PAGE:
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Supramolecular recognition of specific nucleic acid structures in the untranslated region of viral genomes

Primary Supervisor: Professor Mike Hannon, School of Chemistry

Secondary supervisor: Pawel Grzechnik, Biosciences, UoB; Zania Stamataki, IBR, UoB

PhD project title: Supramolecular recognition of specific nucleic acid structures in the untranslated region of viral genomes

University of Registration: University of Birmingham

Project outline:

RNA structure targeting is a new frontier for molecular design. In particular functional RNA structures in structurally-conserved untranslated regions (UTRs) of many viruses are intriguing targets. These UTRs are not only highly structured but often share common structural elements that are functionally essential and so conserved as the virus evolves (drifts) genetically. Structure-affecting mutations in the UTR have been used to create live attenuated or inactivated vaccine strains showing their importance. In RNA viruses, such as HIVs, coronaviruses, dengue and zika, functional involvement of the UTR has been shown in either initiation of replication (for example by recruiting proteins or by direct interaction with the ribosome) or regulation of the replication cycle. This project will explore how to design new agents that bind these functional structures. By binding and interfering with them, and then studying the effects, we will learn more about the role of these structures in the viral infection cycle.

We have previously shown that nanoscale metallo-supramolecular cylinders are unique nano-drug that can bind within an RNA cavities (a perfect three-way junction (3WJ)) (see Figure) (1). These cylinders also bind bulge structures in RNA, prevent TAT protein from recognizing the binding site in the TAR sequence of HIV and arresting HIV replication in mammalian cells (2).

In this project we will develop this approach to explore new designs to recognise RNA structures in UTRs. We will focus initially on the UTRs of coronaviruses (e.g. SARS-CoV-2; and as permitted, SARS-CoV; MERS-CoV; hCoV-229E and hCoV-NL63) which as well as humans also affect a range of farmed and pet animals (such as IBV in birds, TGEV in pigs and FIPV in cats), and later explore other RNA viruses. RNA shape prediction (computation) will be used to identify the UTR structures and their positions and will be followed by molecular dynamics simulations to identifies the molecular detail of structures and suitable agents to bind them. Chemical synthesis and design will be used to prepare the new binding agents, which will be fully characterised using a range of analytical techniques. Computational predictions will be confirmed by “wet-lab” approaches. The successful candidate will establish experimental and bioinformatics pipeline for high-throughput RNA sequencing analysis SHAPE-seq, (Selective 2’-Hydroxyl Acylation Analyzed by Primer Extension Sequencing) to test the viral RNA secondary structures, and how they are affected by the interaction with the cylinders.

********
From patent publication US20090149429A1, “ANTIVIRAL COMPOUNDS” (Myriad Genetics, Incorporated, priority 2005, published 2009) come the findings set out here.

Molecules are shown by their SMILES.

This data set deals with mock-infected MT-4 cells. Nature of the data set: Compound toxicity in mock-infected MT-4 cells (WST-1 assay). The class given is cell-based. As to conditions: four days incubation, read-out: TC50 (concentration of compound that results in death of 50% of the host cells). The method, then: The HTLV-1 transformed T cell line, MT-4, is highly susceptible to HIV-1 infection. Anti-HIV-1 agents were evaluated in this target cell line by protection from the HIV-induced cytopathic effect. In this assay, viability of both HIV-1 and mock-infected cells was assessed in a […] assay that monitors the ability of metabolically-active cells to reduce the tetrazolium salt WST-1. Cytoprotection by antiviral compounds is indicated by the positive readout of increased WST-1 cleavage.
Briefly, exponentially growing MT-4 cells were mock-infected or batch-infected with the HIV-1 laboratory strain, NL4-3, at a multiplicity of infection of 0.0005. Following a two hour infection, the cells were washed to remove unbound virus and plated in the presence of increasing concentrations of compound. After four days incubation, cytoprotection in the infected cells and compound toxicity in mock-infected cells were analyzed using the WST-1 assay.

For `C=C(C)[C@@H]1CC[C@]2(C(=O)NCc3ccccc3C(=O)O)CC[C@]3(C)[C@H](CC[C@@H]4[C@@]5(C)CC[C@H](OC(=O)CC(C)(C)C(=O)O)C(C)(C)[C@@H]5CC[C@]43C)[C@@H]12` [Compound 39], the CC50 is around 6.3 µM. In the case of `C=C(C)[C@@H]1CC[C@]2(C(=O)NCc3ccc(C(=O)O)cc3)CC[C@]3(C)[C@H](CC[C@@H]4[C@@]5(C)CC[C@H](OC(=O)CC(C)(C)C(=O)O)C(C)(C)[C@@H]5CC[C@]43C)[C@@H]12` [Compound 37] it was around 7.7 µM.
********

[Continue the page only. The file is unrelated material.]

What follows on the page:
RNA binding studies in vitro will also employ a range of spectroscopies and complement in cellulo virology studies to assess how the RNA-binding affects different viruses inside cells.

The approach and understanding developed will represent a new roadmap for design of drugs to target RNA structural motifs across biology and nucleic acid nanoscience, that can allow us to probe the role of such structures in viral infection.


  • Binding of a Designed Anti-Cancer Drug to the Central Cavity of an RNA Three-Way Junction. S. Phongtongpasuk, S. Paulus, J. Schnabl, R. K. O. Sigel, B. Spingler, M. J. Hannon, E. Freisinger, Angew. Chem. Intl Ed, 2013, 52, 11513--11516. DOI: 10.1002/anie.201305079
  • Metallo supramolecular cylinders inhibit HIV-1 TAR-TAT complex formation and viral replication in cellulo. L. Cardo, I. Nawroth, P.J. Cail, J.A. McKeating, M. J. Hannon, Scientific Reports, 2018, 8, Article number 13342. DOI: 10.1038/s41598-018-31513-3.

BBSRC Strategic Research Priority: Understanding the Rules of Life: Structural Biology

    Techniques that will be undertaken during the project:

    • Molecular Dynamics simulations on RNA and drugs that recognise it
    • High-throughput Illumina RNA sequencing (SHAPE-seq)
    • RNA secondary structure computational analysis and prediction
    • Molecular probe design and chemical synthesis
    • Compound characterisation
    • RNA Binding studies using spectroscopies
    • Growing and handling mammalian cells and infecting them with viruses and the binding agents
    • Fluorescent microscopies (high content imaging for automated enumeration of viral infection, super resolution imaging of infected cells to study viral replication)

    Contact: Professor Mike Hannon, University of Birmingham